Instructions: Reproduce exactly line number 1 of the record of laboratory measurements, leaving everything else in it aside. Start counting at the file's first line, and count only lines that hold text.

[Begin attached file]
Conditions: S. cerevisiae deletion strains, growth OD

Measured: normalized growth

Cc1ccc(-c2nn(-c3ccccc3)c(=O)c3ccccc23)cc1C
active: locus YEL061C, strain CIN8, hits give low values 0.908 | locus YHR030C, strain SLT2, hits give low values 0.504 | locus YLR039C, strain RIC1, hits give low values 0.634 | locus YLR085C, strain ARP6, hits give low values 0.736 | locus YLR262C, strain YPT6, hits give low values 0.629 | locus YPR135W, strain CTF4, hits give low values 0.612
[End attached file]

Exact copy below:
Conditions: S. cerevisiae deletion strains, growth OD